3. Stephanie Says:

    In retrospect I think Don Kirshner was a smart businessman and although Micky grew to be a great drummer and Mike and Peter being musicians already they were young when they were mad at Kirshner. I am assuming that Mickey and Davy understood the business and were not as upset as Peter and Mike since they were musicians. I can understand their frustration especially at that age. However I must say that in retrospect Nesmith is probably the only one who may hold a grudge I have heard Peter state that being older and wiser he sees that Kirshner did them a favor. Nesmith is so far removed from the Monkees I doubt he even thinks about Donnie Kirshner anymore. Its too bad someone has not done a tribute to Mr Kirshner because when he come out with Rock Concert it was one of the best things on TV!
    RIP Davy and long live the Monkees

  4. Markieo Says:

    The Monkees being offered “Sugar, Sugar” was just a piece of Monkees folklore, It was not copyrighted until 1969, and it was not published by Screen Gems-Columbia music, which The Monkees could only record songs published by Screen Gems-Columbia. Just like Charles Manson didn’t answer the Monkees ad, as he was sitting in jail at the time, according to Vincent Bugliosi.

  5. This book on Don Kirshner seems to have half-truths in it, which makes me reluctant to want to buy it.

  6. Artie, I’ve read the preceding comments here and wanted to add mine. Growing up, I was actually a 1960s era classmate of the son of the 3rd employee of Liquid Paper, Mr. Walter Bibby, who helped to take the company to the next level with his business acumen. Online sources indicate it was in 1956 when Mrs. Nesmith, a young divorced mother, was working as a bank secretary, and out of sheer frustration with the need to retype entire documents if one error was present, began producing and selling her first batch of LP, after having developed it at home and used it in her bank offices for a few years as she worked to perfect the formula (God bless Mrs. Nesmith, later Mrs. Graham, as I was learning to type in 1962 and hated the eraser mess myself).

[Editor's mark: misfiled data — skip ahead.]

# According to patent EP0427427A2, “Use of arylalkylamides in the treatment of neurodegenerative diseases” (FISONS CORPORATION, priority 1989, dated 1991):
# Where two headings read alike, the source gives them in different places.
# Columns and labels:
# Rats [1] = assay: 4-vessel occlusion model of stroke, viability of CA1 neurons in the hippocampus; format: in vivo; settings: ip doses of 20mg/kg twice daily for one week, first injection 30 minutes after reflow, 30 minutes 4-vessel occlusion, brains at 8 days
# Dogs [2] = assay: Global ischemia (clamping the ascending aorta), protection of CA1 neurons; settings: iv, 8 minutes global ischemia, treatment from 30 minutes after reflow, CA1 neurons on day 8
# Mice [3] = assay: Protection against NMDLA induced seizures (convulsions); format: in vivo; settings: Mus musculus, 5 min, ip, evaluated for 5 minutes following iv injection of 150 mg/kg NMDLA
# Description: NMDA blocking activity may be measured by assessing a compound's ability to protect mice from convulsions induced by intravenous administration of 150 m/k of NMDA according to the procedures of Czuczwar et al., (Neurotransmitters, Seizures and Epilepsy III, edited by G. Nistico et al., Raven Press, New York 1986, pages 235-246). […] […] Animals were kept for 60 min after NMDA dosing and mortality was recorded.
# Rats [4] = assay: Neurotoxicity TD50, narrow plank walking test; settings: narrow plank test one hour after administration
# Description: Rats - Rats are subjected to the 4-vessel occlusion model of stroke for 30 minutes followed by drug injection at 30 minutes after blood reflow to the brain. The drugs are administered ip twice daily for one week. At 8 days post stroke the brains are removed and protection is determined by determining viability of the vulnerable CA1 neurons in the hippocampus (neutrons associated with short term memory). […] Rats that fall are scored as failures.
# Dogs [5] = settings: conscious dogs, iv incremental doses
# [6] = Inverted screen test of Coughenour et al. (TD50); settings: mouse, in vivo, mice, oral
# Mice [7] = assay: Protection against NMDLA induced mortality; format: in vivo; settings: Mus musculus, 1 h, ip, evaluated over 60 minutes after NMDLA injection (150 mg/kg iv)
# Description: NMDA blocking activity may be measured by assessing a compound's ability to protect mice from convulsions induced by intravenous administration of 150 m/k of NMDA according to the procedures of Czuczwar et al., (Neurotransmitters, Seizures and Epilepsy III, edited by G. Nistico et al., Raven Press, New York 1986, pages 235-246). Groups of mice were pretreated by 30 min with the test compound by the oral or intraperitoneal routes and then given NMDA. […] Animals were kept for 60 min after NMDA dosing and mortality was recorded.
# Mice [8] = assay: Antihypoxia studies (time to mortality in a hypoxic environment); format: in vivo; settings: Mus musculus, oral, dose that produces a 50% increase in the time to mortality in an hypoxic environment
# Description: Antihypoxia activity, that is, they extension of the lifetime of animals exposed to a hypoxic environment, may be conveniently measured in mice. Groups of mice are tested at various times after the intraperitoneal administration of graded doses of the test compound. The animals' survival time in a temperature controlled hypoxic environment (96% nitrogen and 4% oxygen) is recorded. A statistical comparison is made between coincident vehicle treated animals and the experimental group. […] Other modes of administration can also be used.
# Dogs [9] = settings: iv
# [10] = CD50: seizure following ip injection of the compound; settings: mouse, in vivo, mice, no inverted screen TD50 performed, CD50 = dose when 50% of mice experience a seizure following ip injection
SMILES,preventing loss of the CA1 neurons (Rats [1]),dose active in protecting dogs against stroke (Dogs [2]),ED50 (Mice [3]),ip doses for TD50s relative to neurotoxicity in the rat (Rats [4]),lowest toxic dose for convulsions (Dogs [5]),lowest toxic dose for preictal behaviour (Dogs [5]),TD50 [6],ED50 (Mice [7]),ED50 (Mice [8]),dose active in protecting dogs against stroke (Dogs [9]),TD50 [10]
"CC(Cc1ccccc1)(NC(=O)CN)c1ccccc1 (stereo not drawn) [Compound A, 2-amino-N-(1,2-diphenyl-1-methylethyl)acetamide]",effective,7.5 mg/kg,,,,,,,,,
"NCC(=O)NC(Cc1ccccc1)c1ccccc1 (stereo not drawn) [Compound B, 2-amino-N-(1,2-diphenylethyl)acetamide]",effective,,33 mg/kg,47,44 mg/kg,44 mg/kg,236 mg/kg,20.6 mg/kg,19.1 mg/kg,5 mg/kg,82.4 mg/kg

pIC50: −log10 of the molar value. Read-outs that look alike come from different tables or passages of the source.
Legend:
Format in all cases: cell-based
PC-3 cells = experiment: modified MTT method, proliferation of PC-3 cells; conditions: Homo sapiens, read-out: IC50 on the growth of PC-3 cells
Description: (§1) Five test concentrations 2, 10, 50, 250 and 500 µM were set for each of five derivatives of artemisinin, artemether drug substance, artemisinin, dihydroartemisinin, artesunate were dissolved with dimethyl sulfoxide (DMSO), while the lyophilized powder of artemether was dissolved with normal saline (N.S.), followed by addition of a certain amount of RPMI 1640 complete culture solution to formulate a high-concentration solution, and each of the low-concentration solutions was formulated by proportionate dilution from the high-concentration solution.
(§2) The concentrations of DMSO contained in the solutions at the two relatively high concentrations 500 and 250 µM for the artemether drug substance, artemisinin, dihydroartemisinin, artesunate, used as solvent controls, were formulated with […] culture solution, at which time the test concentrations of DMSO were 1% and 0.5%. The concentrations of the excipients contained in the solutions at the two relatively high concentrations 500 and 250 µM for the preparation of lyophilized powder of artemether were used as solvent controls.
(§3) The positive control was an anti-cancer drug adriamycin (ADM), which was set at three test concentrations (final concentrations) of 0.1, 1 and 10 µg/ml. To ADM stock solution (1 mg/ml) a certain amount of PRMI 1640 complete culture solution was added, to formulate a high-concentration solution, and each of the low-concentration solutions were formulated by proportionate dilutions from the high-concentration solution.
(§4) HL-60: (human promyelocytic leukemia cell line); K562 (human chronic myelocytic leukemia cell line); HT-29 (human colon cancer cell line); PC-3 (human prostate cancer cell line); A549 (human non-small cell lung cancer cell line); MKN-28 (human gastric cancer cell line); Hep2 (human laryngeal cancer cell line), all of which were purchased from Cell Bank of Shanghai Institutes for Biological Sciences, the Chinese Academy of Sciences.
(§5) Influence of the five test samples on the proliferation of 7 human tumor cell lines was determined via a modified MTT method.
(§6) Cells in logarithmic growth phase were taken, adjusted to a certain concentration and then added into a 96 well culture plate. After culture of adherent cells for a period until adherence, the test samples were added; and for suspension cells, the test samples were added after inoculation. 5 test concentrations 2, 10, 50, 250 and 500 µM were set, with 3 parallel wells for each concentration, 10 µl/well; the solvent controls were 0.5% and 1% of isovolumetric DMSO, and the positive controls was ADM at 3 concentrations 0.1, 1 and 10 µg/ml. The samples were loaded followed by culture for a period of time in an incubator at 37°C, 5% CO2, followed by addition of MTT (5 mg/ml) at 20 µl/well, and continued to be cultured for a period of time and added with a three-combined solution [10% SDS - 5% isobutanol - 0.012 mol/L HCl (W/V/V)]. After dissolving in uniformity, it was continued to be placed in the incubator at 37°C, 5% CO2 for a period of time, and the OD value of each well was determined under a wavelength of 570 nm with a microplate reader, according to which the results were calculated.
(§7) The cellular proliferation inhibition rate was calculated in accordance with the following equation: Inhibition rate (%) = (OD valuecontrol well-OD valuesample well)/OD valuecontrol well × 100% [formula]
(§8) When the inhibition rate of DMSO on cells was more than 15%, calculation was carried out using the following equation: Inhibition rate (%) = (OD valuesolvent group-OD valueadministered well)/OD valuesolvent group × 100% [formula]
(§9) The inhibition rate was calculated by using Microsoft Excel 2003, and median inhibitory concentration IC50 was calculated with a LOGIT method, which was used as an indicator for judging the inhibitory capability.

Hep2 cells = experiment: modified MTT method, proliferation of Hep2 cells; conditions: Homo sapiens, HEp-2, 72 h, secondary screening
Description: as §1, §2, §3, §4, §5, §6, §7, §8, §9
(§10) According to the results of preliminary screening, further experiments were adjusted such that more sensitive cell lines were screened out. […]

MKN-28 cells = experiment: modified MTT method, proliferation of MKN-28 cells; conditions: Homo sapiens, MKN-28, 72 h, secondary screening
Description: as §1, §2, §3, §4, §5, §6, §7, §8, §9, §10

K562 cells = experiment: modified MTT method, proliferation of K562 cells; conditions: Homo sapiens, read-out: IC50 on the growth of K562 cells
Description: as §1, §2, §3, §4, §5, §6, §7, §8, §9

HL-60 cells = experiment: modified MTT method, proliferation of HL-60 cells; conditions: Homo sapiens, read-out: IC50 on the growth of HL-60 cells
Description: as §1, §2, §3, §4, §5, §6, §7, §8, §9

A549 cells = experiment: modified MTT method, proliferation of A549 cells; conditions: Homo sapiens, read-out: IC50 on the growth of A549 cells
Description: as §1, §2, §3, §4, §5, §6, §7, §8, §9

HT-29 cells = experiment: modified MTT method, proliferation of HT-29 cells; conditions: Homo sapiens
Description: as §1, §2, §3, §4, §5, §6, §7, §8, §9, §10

From 1956-1966 the company’s growth began skyrocketing as secretaries around Texas initially were snapping that product up like hotcakes before going bigtime. The point being that the company enjoyed sufficient success to be considered vastly profitable prior to the date that Mr. Sandoval indicates it became profitable. However, in defense of what Mr. Sandoval says, and more to the point, the most important point is never to define Mr. Nesmith as a rich kid. Because no matter what assets may or may not have been of access to him at any point, as a strictly outside observer with a modicum of knowledge, he never once traded on any identity or assets other than strictly his own talent and ability.